Kopko immediately pushed back, accusing Van Houten of making “intentional prosecutorial decisions.” Kopko represented DeGroat throughout her legal proceedings.

The two sparred on most of the questions, including on the concerns of diversity in the D.A. office and how to handle allegations of partiality.

A One-Way Race in the Democratic Primary for New York State Senate District 58

Leslie Danks Burke, candidate for the 58th District of New York State Senate, called the turnout of viewers “a testament” to the Tompkins County Democratic Party’s commitment to “making sure democracy continues, even in a pandemic.”

Danks Burke is running unopposed in the Democratic primary election and will face off against the Republican incumbent, Thomas O’Mara, for the second time in the general election rematch this November. Danks Burke lost to O’Mara by a 54-45 margin the last time she made a bid for the seat in 2016.

Danks Burke cited her work after the 2016 election, including founding Trailblazers PAC to support local candidates across the country, as giving her the opportunity to “throw [her] hat back into the ring.”


A Crowded Primary ‘Stage’ for New York state’s 125 Assembly District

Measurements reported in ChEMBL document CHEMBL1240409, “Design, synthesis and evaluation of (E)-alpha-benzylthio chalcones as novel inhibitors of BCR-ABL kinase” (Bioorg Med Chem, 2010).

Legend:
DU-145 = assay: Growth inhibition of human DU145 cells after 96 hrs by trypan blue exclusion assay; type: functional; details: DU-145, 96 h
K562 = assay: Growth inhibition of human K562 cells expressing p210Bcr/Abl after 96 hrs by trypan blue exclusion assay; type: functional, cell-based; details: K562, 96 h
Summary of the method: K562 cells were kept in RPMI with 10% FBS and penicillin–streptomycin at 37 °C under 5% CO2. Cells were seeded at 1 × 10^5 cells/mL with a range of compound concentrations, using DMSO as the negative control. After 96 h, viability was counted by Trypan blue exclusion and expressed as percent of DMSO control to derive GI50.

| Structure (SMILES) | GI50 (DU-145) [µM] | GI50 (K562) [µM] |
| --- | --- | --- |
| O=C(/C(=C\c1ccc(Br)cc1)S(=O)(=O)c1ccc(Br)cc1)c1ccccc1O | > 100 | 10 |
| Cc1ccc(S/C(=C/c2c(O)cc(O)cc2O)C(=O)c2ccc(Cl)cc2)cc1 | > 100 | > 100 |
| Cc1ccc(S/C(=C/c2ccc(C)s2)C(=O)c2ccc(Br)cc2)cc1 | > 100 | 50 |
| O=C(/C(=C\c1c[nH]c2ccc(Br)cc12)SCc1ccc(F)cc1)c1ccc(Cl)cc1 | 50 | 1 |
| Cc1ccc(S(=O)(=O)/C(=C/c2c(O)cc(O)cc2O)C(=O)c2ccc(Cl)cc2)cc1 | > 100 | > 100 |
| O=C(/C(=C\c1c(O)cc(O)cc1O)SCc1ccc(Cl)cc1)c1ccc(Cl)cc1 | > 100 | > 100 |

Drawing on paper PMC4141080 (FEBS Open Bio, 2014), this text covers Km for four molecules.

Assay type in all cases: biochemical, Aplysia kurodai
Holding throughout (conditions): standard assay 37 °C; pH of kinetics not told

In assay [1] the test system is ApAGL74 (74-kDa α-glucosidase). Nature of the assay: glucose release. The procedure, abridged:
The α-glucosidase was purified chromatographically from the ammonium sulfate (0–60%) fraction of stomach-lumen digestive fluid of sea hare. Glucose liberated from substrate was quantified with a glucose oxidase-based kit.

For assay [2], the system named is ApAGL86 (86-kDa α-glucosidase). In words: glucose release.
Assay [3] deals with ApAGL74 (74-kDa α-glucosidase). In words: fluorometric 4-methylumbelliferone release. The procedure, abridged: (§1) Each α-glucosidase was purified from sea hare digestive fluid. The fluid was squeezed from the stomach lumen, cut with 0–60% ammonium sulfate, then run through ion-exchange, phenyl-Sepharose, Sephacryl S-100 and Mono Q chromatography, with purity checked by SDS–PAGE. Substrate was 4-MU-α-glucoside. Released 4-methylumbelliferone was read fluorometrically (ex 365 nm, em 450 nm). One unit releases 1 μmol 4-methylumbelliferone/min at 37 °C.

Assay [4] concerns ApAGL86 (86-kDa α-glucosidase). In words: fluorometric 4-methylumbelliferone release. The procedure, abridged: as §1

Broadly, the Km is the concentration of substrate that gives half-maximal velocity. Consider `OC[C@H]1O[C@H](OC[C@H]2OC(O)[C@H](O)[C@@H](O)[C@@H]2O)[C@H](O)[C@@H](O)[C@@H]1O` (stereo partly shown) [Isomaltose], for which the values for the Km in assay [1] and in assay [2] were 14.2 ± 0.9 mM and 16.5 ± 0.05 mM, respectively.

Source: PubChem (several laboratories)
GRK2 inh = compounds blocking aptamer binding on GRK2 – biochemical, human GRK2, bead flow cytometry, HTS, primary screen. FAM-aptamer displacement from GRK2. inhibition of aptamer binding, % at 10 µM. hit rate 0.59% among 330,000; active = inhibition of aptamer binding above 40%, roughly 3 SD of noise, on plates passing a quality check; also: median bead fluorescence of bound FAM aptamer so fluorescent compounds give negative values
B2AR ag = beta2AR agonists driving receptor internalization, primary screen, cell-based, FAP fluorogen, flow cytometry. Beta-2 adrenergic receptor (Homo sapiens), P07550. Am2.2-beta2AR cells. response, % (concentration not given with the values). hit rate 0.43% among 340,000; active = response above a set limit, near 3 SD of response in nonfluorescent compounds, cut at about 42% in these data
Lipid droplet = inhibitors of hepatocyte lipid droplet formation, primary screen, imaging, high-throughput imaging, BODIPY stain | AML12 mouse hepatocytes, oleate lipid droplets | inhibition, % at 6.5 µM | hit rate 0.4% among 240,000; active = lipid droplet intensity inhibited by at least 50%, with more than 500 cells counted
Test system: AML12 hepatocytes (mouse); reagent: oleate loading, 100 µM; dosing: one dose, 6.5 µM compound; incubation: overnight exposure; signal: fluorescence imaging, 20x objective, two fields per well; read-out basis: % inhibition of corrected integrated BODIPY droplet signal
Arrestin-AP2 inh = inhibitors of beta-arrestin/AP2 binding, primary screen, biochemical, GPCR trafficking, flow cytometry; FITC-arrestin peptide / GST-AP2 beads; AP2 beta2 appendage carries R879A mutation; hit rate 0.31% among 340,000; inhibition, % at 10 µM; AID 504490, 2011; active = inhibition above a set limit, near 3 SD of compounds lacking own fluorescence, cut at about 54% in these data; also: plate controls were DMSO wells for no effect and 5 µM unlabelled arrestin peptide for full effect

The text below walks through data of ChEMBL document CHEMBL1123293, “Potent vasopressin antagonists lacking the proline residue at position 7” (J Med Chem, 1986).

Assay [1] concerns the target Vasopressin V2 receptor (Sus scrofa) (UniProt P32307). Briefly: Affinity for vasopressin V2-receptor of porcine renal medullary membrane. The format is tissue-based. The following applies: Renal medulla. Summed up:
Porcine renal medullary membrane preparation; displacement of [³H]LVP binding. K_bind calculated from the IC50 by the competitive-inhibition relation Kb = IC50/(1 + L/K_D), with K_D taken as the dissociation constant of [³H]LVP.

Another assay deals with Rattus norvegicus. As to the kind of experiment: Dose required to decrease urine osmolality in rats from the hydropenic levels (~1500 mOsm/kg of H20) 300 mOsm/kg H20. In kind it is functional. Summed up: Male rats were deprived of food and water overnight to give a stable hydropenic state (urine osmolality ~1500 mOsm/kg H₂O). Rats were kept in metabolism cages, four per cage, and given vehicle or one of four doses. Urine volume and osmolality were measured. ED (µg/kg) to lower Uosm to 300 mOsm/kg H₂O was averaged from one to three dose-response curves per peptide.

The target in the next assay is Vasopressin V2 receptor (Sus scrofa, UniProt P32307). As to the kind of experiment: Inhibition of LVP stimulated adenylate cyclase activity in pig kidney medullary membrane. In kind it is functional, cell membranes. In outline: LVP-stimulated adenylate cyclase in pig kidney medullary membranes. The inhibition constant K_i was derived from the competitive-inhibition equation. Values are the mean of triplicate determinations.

The majority of the forum went to the crowded field of seven primary candidates running to replace Assemblywoman Barbara Lifton (D-N.Y.) in the State Assembly.

The candidates carved out their respective lanes with personal stories highlighting their ties to the region and unique qualifications, presenting views on issues ranging from a Green New Deal, immunization mandates and the legalization of recreational marijuana.

Prof. Sujata Gibson, law, a civil rights attorney, called for “radical change” through grassroots organizing to “build a system that protects all of us.”

Jordan Lesser ’03, who served as Lifton’s legislative counsel, portrayed himself as the “best person to hit the ground running.” If elected, he plans to use his work in her office on issues such as banning fracking and blocking the creation of a waste incinerator in the Finger Lakes region to create a climate action plan.

Beau Harbin (D-2nd District), a Cortland County legislator, said he has extensive experience in working to increase rural broadband access —— one of his top three priorities. In addition, Harbin stated his intention to balance the state budget and pass the New York Health Act —— which would ensure all New Yorkers were covered under a health care plan.

Lesser emphasized that a Green New Deal must “give money back” to communities that are “disproportionately” impacted by climate change, as well as reform “long-standing ills through climate policy.”